Two years ago today, an earthquake and tsunami wreaked havoc on Japan, killing almost 16,000 people with another 2600 still listed as missing. Estimates of the cost of the destruction go as high as $235 billion, making it the costliest natural disaster in history.  One aspect of the disaster dominated the news for weeks afterward — the nuclear “meltdown” at Fukushima, which prompted Japan to take all of its reactors off line, and which stopped the nuclear-power movement in its tracks in the US.  The exposure of radioactive materials was thought to be the worst consequence of the overall disaster.

Now, two years later, Japan has quietly resumed its use of nuclear power, and is even building a new facility:

At the remote northwestern tip of a snowy peninsula, beyond a small road of fishing shacks and empty one-story homes, 600 construction workers and engineers are building a brand-new nuclear plant for a country still recovering from the most severe atomic accident since Chernobyl.

The main reactor building is already at its full height, though draped in heavy fabric to protect it from the wind and freezing temperatures. A 500-foot crane swivels overhead. A completed power line stretches along a nearby ridge, where it might one day carry electricity down the peninsula and back toward the Japanese mainland — a place still fiercely divided over the long-term role of nuclear power.

In the aftermath of March 2011 meltdowns in Fukushima that contaminated 700 square miles with radiation and forced 150,000 to flee their homes, most never to return, Japan’s utility companies paused nearly all nuclear-related projects. The accident sparked a global debate about nuclear power, but it was especially fierce in Japan, where all 50 operable reactors were taken offline and work was halted on three new plants where building had been underway.

But two of the existing reactors are back in action, and the resumption of construction at the Oma Nuclear Power Plant here — a project that broke ground in 2008 and was halted by the operator, J-Power, after the accident — marks the clearest sign yet that the stalemate is breaking.

What happened?  The first election after the disaster produced an anti-nuclear hardline agenda.  The next produced a moderately nuclear-skeptical government, and the most recent election produced what the Post calls as “cautiously pro-nuclear” government.  Before the accident, Japan produced a third of its own electricity through nuclear plants, and the need for new resources may have some questioning whether Japan acted too hastily in abruptly stopping its nuclear-power production.  Their normally large trade surpluses disappeared in the middle of last year, instead incurring a $78 billion trade deficit as Japan had to start importing large amounts of crude to make up for the demand.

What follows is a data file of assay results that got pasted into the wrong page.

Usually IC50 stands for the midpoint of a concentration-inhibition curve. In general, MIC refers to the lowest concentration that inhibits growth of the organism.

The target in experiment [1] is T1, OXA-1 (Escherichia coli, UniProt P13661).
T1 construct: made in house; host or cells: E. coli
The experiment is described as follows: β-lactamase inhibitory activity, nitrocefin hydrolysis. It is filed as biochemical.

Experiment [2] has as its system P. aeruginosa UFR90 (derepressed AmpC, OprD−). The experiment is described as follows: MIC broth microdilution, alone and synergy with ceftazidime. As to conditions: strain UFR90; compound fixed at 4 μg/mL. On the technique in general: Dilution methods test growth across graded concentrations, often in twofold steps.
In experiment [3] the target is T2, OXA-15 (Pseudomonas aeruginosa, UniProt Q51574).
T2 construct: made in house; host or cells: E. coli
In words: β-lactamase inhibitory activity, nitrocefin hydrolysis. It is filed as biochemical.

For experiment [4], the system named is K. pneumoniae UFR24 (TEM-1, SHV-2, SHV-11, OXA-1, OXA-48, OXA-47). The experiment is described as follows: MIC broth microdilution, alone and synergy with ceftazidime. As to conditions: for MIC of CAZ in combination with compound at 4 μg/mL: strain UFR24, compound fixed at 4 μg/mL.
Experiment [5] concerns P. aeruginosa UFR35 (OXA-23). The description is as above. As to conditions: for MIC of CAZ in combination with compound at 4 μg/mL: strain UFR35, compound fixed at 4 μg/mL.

Bloomberg’s Robert Peter Gale and Eric Lax provide another explanation.  It turns out that the worst-case scenarios simply never arose.  While the contamination from the accident is real, the health catastrophe predicted happily didn’t materialize:

Remarkably, outside the immediate area of Fukushima, this is hardly a problem at all. Although the crippled nuclear reactors themselves still pose a danger, no one, including personnel who worked in the buildings, died fromradiation exposure. Most experts agree that future health risks from the released radiation, notably radioactive iodine-131 and cesiums-134 and – 137, are extremely small and likely to be undetectable.

Even considering the upper boundary of estimated effects, there is unlikely to be any detectable increase in cancers in Japan, Asia or the world except close to the facility, according to a World Health Organization report. There will almost certainly be no increase in birth defects or genetic abnormalities from radiation.

Even in the most contaminated areas, any increase in cancer risk will be small. For example, a male exposed at age 1 has his lifetime cancer risk increase from 43 percent to 44 percent. Those exposed at 10 or 20 face even smaller increases in risk — similar to what comes from having a whole-body computer tomography scan or living for 12 to 25 years in Denver amid background radiation in the Rocky Mountains. (There is no discernible difference in the cancer rates between people who live in Denver and those in Los Angeles or New York.)

Rather than stand as a warning of the radiation danger posed by nuclear power, in other words, Fukushima has become a reminder that uninformed fears aren’t the same as actual risks.

Be sure to read the article to find out why this turned out to be the case, but to summarize, rapid evacuation and Fukushima’s position near the ocean made most of the difference.  Medical treatment was particularly effective.  However, Fukushima wasn’t the only disaster whose predicted long-term consequences turned out to be (again, happily) overblown; Chernobyl also hasn’t produced nearly as many long-term illnesses, despite a much-worse response from authorities.

These new realities have Japan cautiously moving back to nuclear power, and should be a lesson to all of us.  After all, no energy production is risk-free, and as the Bloomberg piece makes clear, nuclear power has a better track record than most.